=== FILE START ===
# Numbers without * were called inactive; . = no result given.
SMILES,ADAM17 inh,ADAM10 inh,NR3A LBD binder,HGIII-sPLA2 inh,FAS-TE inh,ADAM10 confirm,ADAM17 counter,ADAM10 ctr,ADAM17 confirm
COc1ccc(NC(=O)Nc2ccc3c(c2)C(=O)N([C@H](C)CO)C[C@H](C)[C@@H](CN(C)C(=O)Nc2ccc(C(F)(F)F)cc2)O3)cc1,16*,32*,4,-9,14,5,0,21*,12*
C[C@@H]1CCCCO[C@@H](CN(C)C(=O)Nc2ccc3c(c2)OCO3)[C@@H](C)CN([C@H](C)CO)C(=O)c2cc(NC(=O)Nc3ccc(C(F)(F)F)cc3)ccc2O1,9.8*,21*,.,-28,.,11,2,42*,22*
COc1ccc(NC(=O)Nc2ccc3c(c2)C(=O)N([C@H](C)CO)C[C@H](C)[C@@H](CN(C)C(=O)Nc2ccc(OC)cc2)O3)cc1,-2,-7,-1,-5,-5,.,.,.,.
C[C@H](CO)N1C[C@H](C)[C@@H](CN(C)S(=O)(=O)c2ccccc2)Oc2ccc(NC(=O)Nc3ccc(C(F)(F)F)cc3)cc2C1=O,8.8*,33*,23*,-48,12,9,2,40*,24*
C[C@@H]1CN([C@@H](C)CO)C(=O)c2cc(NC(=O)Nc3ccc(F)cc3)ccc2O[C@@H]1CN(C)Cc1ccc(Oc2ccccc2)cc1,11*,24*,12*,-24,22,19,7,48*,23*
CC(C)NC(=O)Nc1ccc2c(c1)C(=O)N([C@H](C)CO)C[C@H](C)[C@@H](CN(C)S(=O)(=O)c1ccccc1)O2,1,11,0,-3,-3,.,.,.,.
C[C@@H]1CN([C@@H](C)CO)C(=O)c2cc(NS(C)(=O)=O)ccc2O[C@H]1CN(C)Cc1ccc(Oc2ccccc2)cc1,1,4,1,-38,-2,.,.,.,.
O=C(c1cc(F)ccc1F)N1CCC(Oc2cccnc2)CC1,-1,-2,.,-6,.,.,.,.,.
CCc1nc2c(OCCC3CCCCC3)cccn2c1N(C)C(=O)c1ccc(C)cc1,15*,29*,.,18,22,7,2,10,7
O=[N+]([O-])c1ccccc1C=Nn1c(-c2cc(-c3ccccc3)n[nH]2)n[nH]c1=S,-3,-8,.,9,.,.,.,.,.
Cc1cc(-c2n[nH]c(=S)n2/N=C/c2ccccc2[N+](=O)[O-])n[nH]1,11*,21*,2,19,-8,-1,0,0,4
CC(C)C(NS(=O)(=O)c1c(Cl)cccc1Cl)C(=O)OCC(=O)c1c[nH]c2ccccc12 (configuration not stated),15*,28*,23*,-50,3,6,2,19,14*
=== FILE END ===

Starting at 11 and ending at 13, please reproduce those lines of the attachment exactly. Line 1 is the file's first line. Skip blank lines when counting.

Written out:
CCc1nc2c(OCCC3CCCCC3)cccn2c1N(C)C(=O)c1ccc(C)cc1,15*,29*,.,18,22,7,2,10,7
O=[N+]([O-])c1ccccc1C=Nn1c(-c2cc(-c3ccccc3)n[nH]2)n[nH]c1=S,-3,-8,.,9,.,.,.,.,.
Cc1cc(-c2n[nH]c(=S)n2/N=C/c2ccccc2[N+](=O)[O-])n[nH]1,11*,21*,2,19,-8,-1,0,0,4